Kim, H.; Kim, M.-S.; Kim, Y.-K.; Yoo, S.-H., and Lee, H.-J., 2017. Numerical weather prediction for mitigating the fatal loss by the meteo-tsunami incidence on the west coast of Korean Peninsula. In: Lee, J.L.; Griffiths, T.; Lotan, A.; Suh, K.-S., and Lee, J. (eds.), The 2nd International Water Safety Symposium. Journal of Coastal Research, Special Issue No. 79, pp. 119–123. Coconut Creek (Florida), ISSN 0749-0208.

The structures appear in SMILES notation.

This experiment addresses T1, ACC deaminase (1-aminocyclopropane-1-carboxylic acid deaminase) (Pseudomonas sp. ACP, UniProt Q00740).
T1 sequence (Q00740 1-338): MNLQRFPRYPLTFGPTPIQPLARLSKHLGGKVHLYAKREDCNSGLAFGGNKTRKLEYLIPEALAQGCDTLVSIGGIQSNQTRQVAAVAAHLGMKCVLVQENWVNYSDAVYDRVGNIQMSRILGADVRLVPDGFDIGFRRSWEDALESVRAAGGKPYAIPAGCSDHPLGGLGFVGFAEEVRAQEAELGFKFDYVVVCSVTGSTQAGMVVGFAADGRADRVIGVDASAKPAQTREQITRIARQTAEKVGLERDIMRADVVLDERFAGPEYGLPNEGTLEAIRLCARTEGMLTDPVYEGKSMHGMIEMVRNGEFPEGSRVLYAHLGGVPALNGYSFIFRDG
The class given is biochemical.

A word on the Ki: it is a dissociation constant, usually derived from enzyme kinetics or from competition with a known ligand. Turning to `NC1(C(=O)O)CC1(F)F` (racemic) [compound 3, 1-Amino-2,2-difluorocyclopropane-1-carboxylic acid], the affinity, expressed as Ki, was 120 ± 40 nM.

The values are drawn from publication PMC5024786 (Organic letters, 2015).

The west coast of Korean Peninsula is an area where casualties and property damages by meteo-tsunamis from the Yellow Sea have been reported. A case in point is the event with an estimated maximum amplitude of 240 cm in Yeonggwang (YG) on 31 March 2007. Many studies have been carried out since then in Korea. These researches focused primarily on the oceanographic aspects (e.g., the resonance between the atmosphere and ocean). They wanted to calculate the resonance effects by the propagation velocity and direction of meteo-tsunami. On the other hand, there were no sufficient atmospheric observation data on the sea, and it was inadequate to explain the various interactions between the atmosphere and ocean. Therefore, the weather research and forecast (WRF) model was used to predict the various detailed meteorological factors (e.g., air pressure, wind vector) on the open sea. This was performed on representative meteo-tsunami events induced by four synoptic weather types. As a result, the numerical weather model, WRF, projected various gridded atmospheric information on the Yellow Sea, and the main atmospheric forcing (e.g., pressure jump line, high pressure system) of the four meteo-tsunami events could be indicated. The numerical weather modeling showed the potential to predict the coastal disaster caused by the meteo-tsunami.